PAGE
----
This squat challenge isn’t about accumulating reps or finding a one-rep max, though you will see an improvement in these areas. It’s about improving your overall squatting mechanics, which will allow you to lift more weight more efficiently and earn faster gains.
Your body moves along links in a chain, but if there’s a kink in a link, the rest of the chain suffers. For example, during a squat, tight ankles force your knees back over your heels, pulling your torso forward as counterbalance. This draws the movement out of the posterior chain (hamstrings and glutes) and into the quads, the weaker link where squats are concerned. Finding and maintaining the proper squat position means freer movement, a stronger squat, and a reduced likelihood of injury and movement dysfunction.
Take the Squat Challenge
The goal of this challenge is to sit at the bottom of a squat, unassisted, for a total of 10 minutes. Sound like a long time? It is, but to improve squat mobility and reverse the negative effects of sitting for hours, you need to be able to spend a significant amount of time in this highly functional and natural position.
Your ultimate goal is to get into the bottom of your squat and stay there — in position — for the duration of time. You should maintain an upright torso with your toes forward and your feet about hip-distance apart, your feet should be flat on the floor with most of your weight in your heels and your knees should stay in line with your toes.
Ten minutes might not be possible at first, so start with five one-minute holds with a one-minute rest in between, or 10 rounds of 30-second holds alternating with 30 seconds of rest. Gradually increase the work intervals and decrease the rest to work up to the full 10 minutes. Once mastered, you can do your 10-minute squat hold preworkout or postworkout as often as time allows.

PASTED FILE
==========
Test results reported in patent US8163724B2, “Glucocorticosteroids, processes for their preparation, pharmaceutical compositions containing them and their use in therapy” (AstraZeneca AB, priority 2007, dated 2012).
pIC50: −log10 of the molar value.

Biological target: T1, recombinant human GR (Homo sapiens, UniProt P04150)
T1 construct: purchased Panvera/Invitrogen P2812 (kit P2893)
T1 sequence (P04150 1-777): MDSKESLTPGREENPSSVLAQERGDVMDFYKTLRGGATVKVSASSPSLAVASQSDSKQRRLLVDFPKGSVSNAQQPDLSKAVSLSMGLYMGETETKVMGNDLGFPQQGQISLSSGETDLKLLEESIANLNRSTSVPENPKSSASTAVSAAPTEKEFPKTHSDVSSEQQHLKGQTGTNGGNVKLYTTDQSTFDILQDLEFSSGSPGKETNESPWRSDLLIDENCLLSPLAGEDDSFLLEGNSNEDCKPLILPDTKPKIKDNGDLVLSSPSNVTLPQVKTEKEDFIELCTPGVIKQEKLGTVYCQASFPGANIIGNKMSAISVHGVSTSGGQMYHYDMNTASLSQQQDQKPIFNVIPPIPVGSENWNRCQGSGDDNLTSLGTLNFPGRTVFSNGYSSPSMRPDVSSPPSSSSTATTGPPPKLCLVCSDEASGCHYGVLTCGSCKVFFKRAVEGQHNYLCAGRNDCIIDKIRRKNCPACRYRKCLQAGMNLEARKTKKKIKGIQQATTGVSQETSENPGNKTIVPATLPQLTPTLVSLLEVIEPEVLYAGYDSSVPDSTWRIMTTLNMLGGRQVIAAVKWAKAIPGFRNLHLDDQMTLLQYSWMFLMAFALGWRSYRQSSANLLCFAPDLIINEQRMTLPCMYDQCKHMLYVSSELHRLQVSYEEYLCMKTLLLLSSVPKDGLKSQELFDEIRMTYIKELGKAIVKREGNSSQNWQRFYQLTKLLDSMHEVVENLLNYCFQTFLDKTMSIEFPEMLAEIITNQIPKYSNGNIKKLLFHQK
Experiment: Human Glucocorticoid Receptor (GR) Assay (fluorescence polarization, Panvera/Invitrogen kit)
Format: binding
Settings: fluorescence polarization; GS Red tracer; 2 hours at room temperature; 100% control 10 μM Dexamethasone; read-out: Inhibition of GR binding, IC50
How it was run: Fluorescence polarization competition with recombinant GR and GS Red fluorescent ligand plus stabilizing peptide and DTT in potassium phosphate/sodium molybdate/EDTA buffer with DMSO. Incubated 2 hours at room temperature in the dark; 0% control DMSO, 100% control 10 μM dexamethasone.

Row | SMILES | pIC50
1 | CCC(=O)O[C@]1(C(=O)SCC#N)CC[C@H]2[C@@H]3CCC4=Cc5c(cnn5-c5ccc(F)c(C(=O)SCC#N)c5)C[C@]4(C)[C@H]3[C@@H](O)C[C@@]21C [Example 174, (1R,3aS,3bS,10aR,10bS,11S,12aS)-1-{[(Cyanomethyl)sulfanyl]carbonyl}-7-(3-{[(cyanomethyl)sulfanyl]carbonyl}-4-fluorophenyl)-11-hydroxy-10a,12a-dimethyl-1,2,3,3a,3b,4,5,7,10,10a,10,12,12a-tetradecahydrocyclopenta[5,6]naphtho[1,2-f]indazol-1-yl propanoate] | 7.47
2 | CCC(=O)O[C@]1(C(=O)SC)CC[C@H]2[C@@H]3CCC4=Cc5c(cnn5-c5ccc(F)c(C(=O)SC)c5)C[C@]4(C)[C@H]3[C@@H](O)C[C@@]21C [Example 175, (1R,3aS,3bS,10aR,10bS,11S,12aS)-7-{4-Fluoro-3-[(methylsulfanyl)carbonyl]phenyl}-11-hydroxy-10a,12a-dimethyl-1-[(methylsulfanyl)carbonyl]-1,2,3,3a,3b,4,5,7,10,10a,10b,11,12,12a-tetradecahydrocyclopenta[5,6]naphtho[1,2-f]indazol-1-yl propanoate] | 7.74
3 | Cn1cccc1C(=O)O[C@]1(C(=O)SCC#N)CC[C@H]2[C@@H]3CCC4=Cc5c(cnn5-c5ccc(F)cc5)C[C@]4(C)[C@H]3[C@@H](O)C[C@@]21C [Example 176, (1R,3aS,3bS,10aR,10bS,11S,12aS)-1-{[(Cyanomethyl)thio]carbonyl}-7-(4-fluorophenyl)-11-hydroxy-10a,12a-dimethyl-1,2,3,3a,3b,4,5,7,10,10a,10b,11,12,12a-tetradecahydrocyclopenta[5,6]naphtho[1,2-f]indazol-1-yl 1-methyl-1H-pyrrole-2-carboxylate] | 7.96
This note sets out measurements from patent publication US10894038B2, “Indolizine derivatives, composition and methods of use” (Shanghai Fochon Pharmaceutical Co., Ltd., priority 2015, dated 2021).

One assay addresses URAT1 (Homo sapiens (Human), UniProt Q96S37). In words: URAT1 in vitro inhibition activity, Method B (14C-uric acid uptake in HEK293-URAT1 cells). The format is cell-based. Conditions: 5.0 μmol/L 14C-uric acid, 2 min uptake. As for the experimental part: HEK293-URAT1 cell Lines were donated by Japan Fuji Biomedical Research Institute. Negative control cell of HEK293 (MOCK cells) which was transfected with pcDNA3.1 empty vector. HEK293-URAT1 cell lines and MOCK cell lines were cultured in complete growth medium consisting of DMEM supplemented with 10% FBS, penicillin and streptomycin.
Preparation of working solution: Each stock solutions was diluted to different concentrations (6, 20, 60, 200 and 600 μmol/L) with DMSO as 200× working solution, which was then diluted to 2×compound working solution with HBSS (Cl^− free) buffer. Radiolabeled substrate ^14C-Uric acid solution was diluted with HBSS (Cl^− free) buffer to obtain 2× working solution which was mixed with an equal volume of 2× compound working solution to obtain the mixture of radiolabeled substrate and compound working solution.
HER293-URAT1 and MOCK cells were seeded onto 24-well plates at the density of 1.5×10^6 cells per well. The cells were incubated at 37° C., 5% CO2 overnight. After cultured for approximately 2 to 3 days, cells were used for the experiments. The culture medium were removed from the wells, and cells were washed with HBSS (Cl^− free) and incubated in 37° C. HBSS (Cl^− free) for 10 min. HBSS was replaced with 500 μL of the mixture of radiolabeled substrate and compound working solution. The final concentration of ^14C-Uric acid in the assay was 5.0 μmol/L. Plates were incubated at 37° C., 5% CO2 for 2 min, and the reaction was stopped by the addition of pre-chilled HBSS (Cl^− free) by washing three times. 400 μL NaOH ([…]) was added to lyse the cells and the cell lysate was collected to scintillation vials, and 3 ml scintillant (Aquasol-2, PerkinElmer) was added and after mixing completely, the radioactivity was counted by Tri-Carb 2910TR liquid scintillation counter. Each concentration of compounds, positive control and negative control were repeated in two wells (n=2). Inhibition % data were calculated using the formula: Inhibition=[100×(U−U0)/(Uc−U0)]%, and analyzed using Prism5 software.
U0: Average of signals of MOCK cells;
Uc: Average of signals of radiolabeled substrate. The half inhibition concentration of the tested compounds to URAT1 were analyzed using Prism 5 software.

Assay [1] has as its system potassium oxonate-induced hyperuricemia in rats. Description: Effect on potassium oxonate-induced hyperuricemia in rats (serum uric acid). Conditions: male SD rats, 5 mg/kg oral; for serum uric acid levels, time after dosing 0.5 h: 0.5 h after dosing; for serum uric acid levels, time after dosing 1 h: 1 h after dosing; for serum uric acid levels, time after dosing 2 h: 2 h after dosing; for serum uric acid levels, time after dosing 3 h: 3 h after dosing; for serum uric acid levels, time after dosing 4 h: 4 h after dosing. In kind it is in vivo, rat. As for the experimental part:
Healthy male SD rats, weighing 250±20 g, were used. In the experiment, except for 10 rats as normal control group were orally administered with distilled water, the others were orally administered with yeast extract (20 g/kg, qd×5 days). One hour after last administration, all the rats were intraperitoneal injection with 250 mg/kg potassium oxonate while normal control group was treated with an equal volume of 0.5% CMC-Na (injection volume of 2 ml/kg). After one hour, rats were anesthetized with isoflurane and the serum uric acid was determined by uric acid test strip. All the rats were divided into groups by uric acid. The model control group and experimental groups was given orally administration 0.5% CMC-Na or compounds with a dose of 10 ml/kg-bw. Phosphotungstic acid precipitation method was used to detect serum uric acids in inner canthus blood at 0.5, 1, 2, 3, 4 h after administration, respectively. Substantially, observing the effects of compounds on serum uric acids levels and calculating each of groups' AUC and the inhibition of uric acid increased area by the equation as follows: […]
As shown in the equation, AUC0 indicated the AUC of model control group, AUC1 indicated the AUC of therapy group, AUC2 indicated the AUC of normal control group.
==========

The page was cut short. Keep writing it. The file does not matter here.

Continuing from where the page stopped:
But First, These Stretches
Before you begin your challenge, spend one minute in each of these stretches to prep your body for the upcoming effort.
This stretch targets the adductors and inner groin so you can assume a shallow squat position.
Get into a tabletop position with your elbows under your shoulders, forearms flat on the floor and your knees under your hips. Slide your knees apart as far as you comfortably can, keeping the inner edges of your feet flat on the floor, and draw your hips back slightly to align with your knees. Hold and breathe. As your muscles lengthen, sink deeper down into the stretch.
High Lizard Lunge
This lengthens the hip flexors and the hamstrings, which can pull your torso forward and out of position when tight.
Get into a push-up position with your hands under your shoulders and your head, hips and heels aligned. Bring your right foot outside your right hand and press your right knee into your right shoulder while keeping your back leg strong and straight. Lengthen your spine by drawing your chest up and forward and hold, or drop down to your forearms if mobility allows.
Do one minute on each side.
Cross-Legged Forward Fold
This stretch opens your hips like the frog and stretches your lower and upper back for improved depth and torso position.
Sit cross-legged with your knees stacked over your ankles. Walk your hands forward and fold at the hips, pressing your sit bones down as you reach forward. Relax your spine and allow your head to drop.
Tight hamstrings can tilt your pelvis down posteriorly, making it difficult to keep your spine long and your torso upright.
Start in a low lunge with your left knee down, right knee bent. Place your hands on the floor on either side of your right foot, then straighten your right leg, flexing your foot and pulling your toes toward your shin. Draw your chest forward and down toward your foot. Repeat on both sides.